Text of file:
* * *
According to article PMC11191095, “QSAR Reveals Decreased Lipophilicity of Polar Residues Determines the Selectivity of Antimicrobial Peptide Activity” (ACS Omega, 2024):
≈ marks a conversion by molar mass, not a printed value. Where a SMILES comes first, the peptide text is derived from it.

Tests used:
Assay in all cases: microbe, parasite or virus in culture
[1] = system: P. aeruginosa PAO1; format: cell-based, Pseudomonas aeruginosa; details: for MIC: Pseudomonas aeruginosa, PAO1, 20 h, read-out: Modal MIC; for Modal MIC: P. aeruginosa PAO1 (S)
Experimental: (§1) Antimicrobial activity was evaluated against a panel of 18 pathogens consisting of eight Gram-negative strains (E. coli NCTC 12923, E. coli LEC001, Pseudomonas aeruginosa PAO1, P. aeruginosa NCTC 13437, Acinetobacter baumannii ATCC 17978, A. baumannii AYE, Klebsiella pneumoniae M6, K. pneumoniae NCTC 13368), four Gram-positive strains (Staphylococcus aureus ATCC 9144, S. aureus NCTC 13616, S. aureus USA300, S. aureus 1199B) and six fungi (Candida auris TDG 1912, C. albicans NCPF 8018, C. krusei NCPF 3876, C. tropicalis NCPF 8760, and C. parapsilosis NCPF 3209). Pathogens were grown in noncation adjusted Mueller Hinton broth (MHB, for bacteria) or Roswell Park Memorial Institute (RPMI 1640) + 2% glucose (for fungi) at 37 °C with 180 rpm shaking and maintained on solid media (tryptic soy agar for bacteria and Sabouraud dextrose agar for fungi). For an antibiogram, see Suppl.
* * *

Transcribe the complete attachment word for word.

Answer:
According to article PMC11191095, “QSAR Reveals Decreased Lipophilicity of Polar Residues Determines the Selectivity of Antimicrobial Peptide Activity” (ACS Omega, 2024):
≈ marks a conversion by molar mass, not a printed value. Where a SMILES comes first, the peptide text is derived from it.

Tests used:
Assay in all cases: microbe, parasite or virus in culture
[1] = system: P. aeruginosa PAO1; format: cell-based, Pseudomonas aeruginosa; details: for MIC: Pseudomonas aeruginosa, PAO1, 20 h, read-out: Modal MIC; for Modal MIC: P. aeruginosa PAO1 (S)
Experimental: (§1) Antimicrobial activity was evaluated against a panel of 18 pathogens consisting of eight Gram-negative strains (E. coli NCTC 12923, E. coli LEC001, Pseudomonas aeruginosa PAO1, P. aeruginosa NCTC 13437, Acinetobacter baumannii ATCC 17978, A. baumannii AYE, Klebsiella pneumoniae M6, K. pneumoniae NCTC 13368), four Gram-positive strains (Staphylococcus aureus ATCC 9144, S. aureus NCTC 13616, S. aureus USA300, S. aureus 1199B) and six fungi (Candida auris TDG 1912, C. albicans NCPF 8018, C. krusei NCPF 3876, C. tropicalis NCPF 8760, and C. parapsilosis NCPF 3209). Pathogens were grown in noncation adjusted Mueller Hinton broth (MHB, for bacteria) or Roswell Park Memorial Institute (RPMI 1640) + 2% glucose (for fungi) at 37 °C with 180 rpm shaking and maintained on solid media (tryptic soy agar for bacteria and Sabouraud dextrose agar for fungi). For an antibiogram, see Suppl.